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Winter Weather Hazards, What You Should Know

In the event of severe winter weather, here are several tips to keep Lilburn and Gwinnett County residents safe.

Winter Weather Hazards, What You Should Know

Lilburn didn't see much -- if any -- in the way of snow overnight. But, that doesn't mean the white suff won't make an appearance before winter is over.

During winter weather hazards, emergency officials urge residents to continue to monitor weather and road conditions throughout the advised time. If conditions worsen, people are encouraged to stay off the roads unless travel is absolutely necessary. 

Once ice begins to accumulate on bridges, overpasses, and secondary streets, travel may become treacherous. If you are on the roadway, remember drive slowly and watch for black ice. 

“If you don’t have to go out, stay indoors and off the streets,” said Gwinnett Fire Captain Tommy Rutledge in a press release.

The primary concern during a winter storm includes: the inability to travel, loss of heat, power, gas supply and telephone service. There may be a shortage of essential supplies in the home such as food, water and medications. Every household should have an emergency preparedness plan in-place. Start by posting important numbers by the telephone, such as utility companies and emergency responders. The plan should include a winter weather kit that can be easily put together. 

Below is a list of essential items: 

WINTER WEATHER PREPAREDNESS KIT:

  • Flashlights and extra batteries
  • Battery-powered NOAA weather radio and a portable AM/FM radio
  • Extra food and water, such as non-perishable/high energy foods and snacks   
  • Extra medications
  • Extra baby items, especially if you have an infants or small children
  • Basic First-Aid supplies
  • Blankets, sleeping bags and extra clothing for warmth
  • Charge all cell phones ahead of time 
  • Gather and store extra firewood in a dry sheltered area
  • Have all home heating appliances serviced by a qualified technician.

HOME HEATING / SAFETY INDOORS:

Always keep safety in mind when using home heating appliances. Build a small fire in the fireplace to heat a room. A fire that is too big or too hot could damage the chimney and catch the house on fire. Make sure the fire in the fireplace is completely out before leaving the home or when going to sleep. Never use a charcoal grill or patio fireplace inside the home.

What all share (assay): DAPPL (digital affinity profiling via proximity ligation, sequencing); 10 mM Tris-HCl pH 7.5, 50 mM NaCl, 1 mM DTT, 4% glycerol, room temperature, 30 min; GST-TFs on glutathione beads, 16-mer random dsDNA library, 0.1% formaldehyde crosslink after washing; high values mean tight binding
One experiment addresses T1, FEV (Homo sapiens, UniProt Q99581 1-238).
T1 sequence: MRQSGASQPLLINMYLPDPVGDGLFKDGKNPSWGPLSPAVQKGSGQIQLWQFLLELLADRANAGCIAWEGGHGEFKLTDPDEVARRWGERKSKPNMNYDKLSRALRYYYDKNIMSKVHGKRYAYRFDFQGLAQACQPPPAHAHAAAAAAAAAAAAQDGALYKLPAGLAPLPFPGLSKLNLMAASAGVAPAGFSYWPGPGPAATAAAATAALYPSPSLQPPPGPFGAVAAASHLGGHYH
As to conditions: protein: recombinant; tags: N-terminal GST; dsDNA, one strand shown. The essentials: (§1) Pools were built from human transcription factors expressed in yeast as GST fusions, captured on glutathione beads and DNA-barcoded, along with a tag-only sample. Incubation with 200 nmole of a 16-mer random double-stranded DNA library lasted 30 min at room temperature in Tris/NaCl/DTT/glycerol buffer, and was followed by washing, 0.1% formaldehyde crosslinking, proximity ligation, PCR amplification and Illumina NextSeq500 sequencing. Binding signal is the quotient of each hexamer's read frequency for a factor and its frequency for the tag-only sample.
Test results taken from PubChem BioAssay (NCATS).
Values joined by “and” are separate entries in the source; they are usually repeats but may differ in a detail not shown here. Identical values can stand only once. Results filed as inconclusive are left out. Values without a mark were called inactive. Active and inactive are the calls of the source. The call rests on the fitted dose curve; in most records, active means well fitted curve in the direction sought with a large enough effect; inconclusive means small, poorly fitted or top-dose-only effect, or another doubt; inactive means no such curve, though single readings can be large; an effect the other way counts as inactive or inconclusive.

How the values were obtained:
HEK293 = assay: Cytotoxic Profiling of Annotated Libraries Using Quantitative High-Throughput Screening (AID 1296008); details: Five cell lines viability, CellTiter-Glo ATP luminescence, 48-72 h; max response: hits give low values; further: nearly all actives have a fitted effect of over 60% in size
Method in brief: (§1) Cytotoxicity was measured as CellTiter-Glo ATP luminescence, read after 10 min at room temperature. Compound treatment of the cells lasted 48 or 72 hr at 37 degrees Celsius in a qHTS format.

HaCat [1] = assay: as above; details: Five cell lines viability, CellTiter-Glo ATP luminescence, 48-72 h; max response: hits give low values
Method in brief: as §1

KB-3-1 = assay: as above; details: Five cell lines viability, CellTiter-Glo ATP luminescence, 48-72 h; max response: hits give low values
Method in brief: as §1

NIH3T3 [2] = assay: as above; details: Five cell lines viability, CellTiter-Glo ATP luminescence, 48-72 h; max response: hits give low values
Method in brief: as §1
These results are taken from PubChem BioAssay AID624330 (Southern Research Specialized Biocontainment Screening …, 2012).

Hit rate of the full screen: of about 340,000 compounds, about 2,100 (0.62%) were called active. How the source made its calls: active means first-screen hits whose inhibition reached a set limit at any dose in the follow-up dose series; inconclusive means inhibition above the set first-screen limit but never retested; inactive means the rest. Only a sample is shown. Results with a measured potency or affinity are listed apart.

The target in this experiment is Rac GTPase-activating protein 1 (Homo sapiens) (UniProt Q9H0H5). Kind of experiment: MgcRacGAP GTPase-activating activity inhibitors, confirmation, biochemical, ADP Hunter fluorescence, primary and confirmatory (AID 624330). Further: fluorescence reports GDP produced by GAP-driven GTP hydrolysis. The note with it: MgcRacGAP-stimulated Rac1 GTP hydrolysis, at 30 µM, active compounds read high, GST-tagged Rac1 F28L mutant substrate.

Space heaters can be dangerous if not used properly. Keep plenty of space around the heater and remember to turn the heater off if you leave the room for an extended period of time or when going to sleep. Never place combustibles such as clothing, furniture or bedding too close to the space heater.

Kerosene heaters should only be used in well-ventilated areas. In order to refuel a kerosene heater, allow the heater to properly cool - always refuel outdoors. Remember to use the proper type of fuel for kerosene heaters.  Never mix kerosene with other types of fuels. Kerosene heaters should not be left burning for an extended period of time, especially when leaving the home or going to sleep.

Use flashlights indoors to see in the dark during temporary power outages. If using candles, remember to keep them out of the reach of children and pets, and away from high traffic areas in the home. Blow out candles before leaving the room or when going to sleep. Always use sturdy candle holders and place candles on uncluttered flat surfaces. Avoid placing candles in bedrooms where you could fall asleep.       

GENERATORS:

If you lose power and decide to employ a portable generator, remember to keep the generator outside, a safe distance away from the house.  Generators could cause carbon monoxide poisoning if not used properly. Never use generators inside a basement or garage. The generator should be placed outside in a properly ventilated area. Use only the amount of power necessary to maintain essential appliances and lights.

SAFETY OUTDOORS:

The prolonged cold temperatures could cause a thin sheet of ice to form on open bodies of water. Avoid any frozen body of water such as a lake, creek, ditch, or pond. The ice will not be thick enough or strong enough to support the weight of a child or small pet. Post warning signs around frozen bodies of water. Simply put, stay off the ice!

Avoid contact with downed power lines. If you lose power don’t go outside in the dark to investigate.  Contact with an energized electrical line may cause severe injury or even death. All downed power lines should be considered "live". Report downed power lines to the fire department and the appropriate utility company. Limit time outdoors in the cold. Prolonged exposure to cold may cause hypothermia or frostbite. 

Wear multiple layers of clothing and remember to cover your hands, face, and ears as much as possible. Consider safety precautions for small (outdoor) pets.  Bring pets indoors if at all possible. The improper use of heat lamps for pets should be avoided due to the potential fire hazard or injury to pets.

(Editor's Note: This article was taken from a press release from Gwinnett County Fire and Emergency Services Department.)

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